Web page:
Smart phones have become all the rage among U.S. warfighters who want to stay in contact with each other and drone buddies, but their phones still rely upon having available 3G or Wi-Fi networks. That may change with a new mobile system that create a direct network between two Google Android phones without an additional server, according to Technology Review.
This innovative mobile system is demonstrated in a new multiplayer augmented reality (AR) game designed by Dutch researchers at Vrije Universiteit in Amsterdam. Two Android-armed players have a virtual Wild West showdown by trying to line up onscreen crosshairs in their phone camera viewfinder on the opponent's face. The first to score a hit to the face in six shots wins.
The ad hoc networking between the phones takes place even before the game begins. One phone generates a bar code on its screen, and the other player uses a second phone to take a picture of the bar code. That action basically scans the other phone's IP address and pairs them.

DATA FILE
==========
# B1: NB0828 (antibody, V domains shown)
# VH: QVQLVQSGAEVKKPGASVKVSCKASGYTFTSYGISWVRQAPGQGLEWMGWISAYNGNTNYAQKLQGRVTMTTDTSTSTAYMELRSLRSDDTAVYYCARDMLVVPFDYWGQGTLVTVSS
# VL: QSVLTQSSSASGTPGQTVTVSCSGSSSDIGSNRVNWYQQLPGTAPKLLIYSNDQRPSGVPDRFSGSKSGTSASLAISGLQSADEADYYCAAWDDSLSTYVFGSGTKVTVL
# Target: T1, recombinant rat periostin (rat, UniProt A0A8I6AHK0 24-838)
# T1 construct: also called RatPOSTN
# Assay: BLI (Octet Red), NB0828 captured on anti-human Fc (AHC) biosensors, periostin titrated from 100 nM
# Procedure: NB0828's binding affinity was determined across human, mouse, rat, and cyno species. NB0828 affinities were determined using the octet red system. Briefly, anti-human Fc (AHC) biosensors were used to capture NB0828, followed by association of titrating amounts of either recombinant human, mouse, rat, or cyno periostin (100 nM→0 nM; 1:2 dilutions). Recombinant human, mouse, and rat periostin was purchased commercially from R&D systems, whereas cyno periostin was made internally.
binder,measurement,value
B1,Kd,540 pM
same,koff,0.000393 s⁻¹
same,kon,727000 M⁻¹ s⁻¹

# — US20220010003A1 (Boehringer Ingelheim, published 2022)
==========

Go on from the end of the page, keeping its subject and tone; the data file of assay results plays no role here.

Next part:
To achieve this, researchers modified a computing middleware system called Ibis to run on Android phones, and essentially allow each phone to run its own "lightweight communication server" without the need for a third-party server.
This breakthrough could lead to smart phones that directly communicate with each other -- an ideal fit for situations during disasters or military operations where telecom infrastructure is often lacking or destroyed.
Until that day, maybe the Dutch researchers can also adapt this nifty AR game with a helicopter-style robot for some two-player action.
[via Technology Review]